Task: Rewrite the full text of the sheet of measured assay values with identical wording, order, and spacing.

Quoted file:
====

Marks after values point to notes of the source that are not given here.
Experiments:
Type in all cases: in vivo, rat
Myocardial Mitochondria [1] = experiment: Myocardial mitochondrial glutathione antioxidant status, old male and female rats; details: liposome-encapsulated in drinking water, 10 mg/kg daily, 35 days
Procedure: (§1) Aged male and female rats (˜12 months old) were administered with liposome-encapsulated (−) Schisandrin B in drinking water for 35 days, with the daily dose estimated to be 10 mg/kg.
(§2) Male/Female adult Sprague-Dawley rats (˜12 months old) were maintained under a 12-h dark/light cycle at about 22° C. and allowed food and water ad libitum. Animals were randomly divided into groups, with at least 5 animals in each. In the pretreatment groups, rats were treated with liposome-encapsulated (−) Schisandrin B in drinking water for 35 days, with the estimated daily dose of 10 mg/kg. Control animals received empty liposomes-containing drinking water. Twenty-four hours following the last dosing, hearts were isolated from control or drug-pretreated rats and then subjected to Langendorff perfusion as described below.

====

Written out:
Marks after values point to notes of the source that are not given here.
Experiments:
Type in all cases: in vivo, rat
Myocardial Mitochondria [1] = experiment: Myocardial mitochondrial glutathione antioxidant status, old male and female rats; details: liposome-encapsulated in drinking water, 10 mg/kg daily, 35 days
Procedure: (§1) Aged male and female rats (˜12 months old) were administered with liposome-encapsulated (−) Schisandrin B in drinking water for 35 days, with the daily dose estimated to be 10 mg/kg.
(§2) Male/Female adult Sprague-Dawley rats (˜12 months old) were maintained under a 12-h dark/light cycle at about 22° C. and allowed food and water ad libitum. Animals were randomly divided into groups, with at least 5 animals in each. In the pretreatment groups, rats were treated with liposome-encapsulated (−) Schisandrin B in drinking water for 35 days, with the estimated daily dose of 10 mg/kg. Control animals received empty liposomes-containing drinking water. Twenty-four hours following the last dosing, hearts were isolated from control or drug-pretreated rats and then subjected to Langendorff perfusion as described below.